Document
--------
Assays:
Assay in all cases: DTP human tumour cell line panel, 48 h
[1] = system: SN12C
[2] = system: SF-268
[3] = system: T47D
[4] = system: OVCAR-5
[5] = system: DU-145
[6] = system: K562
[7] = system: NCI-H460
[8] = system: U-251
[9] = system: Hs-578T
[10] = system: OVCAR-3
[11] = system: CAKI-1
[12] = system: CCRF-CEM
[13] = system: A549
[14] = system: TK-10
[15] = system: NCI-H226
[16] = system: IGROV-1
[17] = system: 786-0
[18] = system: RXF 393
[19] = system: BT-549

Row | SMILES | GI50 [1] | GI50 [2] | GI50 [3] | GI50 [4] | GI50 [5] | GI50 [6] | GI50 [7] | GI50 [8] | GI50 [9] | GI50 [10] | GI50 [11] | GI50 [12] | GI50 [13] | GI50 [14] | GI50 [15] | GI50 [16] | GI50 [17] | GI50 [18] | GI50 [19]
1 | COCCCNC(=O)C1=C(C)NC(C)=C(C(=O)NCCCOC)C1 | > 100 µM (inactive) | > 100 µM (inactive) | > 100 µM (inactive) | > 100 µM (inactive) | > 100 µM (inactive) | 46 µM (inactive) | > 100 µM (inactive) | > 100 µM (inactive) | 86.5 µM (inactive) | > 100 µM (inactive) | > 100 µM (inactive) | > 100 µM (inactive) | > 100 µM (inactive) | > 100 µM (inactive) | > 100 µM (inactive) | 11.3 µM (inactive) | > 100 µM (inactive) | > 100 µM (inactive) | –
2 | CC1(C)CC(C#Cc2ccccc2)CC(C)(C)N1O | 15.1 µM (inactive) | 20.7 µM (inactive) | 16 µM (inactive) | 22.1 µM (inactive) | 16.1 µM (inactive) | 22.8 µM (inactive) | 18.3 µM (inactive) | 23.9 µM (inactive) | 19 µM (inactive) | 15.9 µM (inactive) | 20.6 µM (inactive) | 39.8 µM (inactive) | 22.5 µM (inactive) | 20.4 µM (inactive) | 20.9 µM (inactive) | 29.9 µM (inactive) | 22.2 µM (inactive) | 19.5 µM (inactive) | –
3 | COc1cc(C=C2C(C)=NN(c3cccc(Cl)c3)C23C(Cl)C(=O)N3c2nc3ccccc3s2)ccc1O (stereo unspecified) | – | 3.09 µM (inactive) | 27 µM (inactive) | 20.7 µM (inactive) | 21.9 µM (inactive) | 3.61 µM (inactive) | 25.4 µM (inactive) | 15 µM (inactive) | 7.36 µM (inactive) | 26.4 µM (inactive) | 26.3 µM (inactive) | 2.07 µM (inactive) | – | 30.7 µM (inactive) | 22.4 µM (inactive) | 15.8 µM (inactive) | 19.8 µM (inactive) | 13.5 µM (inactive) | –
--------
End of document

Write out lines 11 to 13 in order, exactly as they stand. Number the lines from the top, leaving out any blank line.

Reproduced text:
[9] = system: Hs-578T
[10] = system: OVCAR-3
[11] = system: CAKI-1